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US Economy: You can leave it to Ben? | FOMC Meeting October 23-24, 2012

Clint Eastwood’s newly launched Anti Obama Campaign inadvertently combined with the FOMC meeting announcement along expected lines to bring out a likely mean streak in equities in afternoon trading. As expected the October announcement, as it is not to be followed by a press conference and comes barely two weeks before Obama’s reelection date, refused to stir things up and as FT wrote as much in its pre morning analysis, just pointed out to the healthy growth in housing from depressed levels and the continuing slow progress in employment with business investment continuing to suffer in the US Economy.

This being the Fed’s Policy announcement, its being along expected lines still underwrites a dip inEquities before markets continue on the expected weakening of the dollar with the $40 Bln in flow buying by the Fed/Treasury under Operation Twist next expected to add to the $45 B open ended MBS Bond buying program announced in September, after the Fed meeting in December.

The outgoing Fed President Ben Bernanke is also unlikely to further ruffle any feathers before he leaves in January 2014, irrespective of who enters White House in January 2013. That also means that given the slow pace of recovery, the open ended $45/$85B QE program is likely to continue throughout 2013 and for the first month of 2014 before it is seriously reconsidered as the conviction that Monetary Policy has really done its bit fails to move the inbuilt belief across all asset markets that a supportive policy from the Fed will ease the recovery and thus allowing the Fed to expand its Balance sheet from its current $2.85 Tln which was where it reached in June itself at the height of Operation Twist buying.

Earlier New Home Sales reached a record 389,000 even as Prices fell 3% on month to an average $242k which was still an increase in double digits over data of October 2011. Also, growth was aided by a duble dgit jump in the South as in the Existing Home Sales data and remains miniscule compared to pre crisis levels. Purchase MBA report again showed a big 3% dip in Refi and a large overall dip as mortgage rates rose in the Week of October 19

The Fed meeting of October 2012 would count as one of the most eminently guessable with most fellow Economists from Goldman Sachs and Bloomberg’s McKee to zerohedge.com holding the same opinion after an equally undescribable surprise in the September meeting which actually used ideas from the Jackson Hole conference to give a last unlimited tag of support from the Fed to the faltering Economy linked to the progress in the labor market variously seen yet at no better than 6% unemployment by 2015, which though elevated from pre crisis levels could indeed be a good benchmark given the current hiatus in Europe and even China as it matures to a developed Economy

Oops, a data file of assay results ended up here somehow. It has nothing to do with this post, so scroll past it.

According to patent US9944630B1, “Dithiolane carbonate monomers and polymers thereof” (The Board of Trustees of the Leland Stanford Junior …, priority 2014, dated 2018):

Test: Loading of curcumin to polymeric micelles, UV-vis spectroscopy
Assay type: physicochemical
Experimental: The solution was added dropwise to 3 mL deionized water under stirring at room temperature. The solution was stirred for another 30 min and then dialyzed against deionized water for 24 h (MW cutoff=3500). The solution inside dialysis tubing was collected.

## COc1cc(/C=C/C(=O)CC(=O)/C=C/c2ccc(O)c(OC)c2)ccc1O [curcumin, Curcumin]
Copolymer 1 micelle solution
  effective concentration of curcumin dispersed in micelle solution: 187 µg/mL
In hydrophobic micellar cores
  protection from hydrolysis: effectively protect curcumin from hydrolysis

The press release from the Fed for the October meeting is here

English: A frame from a screencast from the US...

English: A frame from a screencast from the US House Financial Committee full committee hearing “An Examination of the Extraordinary Efforts by the Federal Reserve Bank to Provide Liquidity in the Current Financial Crisis which took place Tuesday, February 10, 2009, 1:00pm, 2128 Rayburn House Office Building. The frame shows Chairmen Ben Bernanke responding to a question posited by John E. Sweeney Full Committee (Photo credit: Wikipedia)

In today’s meeting the Fed reiterated its goals of maximum employment and price stabilityand in that light its mandate to continue liquidity provided by it as

the Committee will continue purchasing additional agency mortgage-backed securities at a pace of $40 billion per month.  The Committee also will continue through the end of the year its program to extend the average maturity of its holdings of Treasury securities, and it is maintaining its existing policy of reinvesting principal payments from its holdings of agency debt and agency mortgage-backed  securities in agency mortgage-backed securities.These actions, which together will increase the Committee’s holdings of longer-term securities by about $85 billion each month through the end of the year, should put downward pressure on longer-term interest rates, support mortgage markets, and help to make broader financial conditions more accommodative.

 

That could be a pointer to its desire to make the open ended MBS program worth $85B in so many words in the December review as Operation Twist  runs out in January 2013. The rest of the statement mostly kept the language and the impact same as in its 2012 policy till date except for reiterating the strength of the housing recoveryand the weakness in the labor market

 

 

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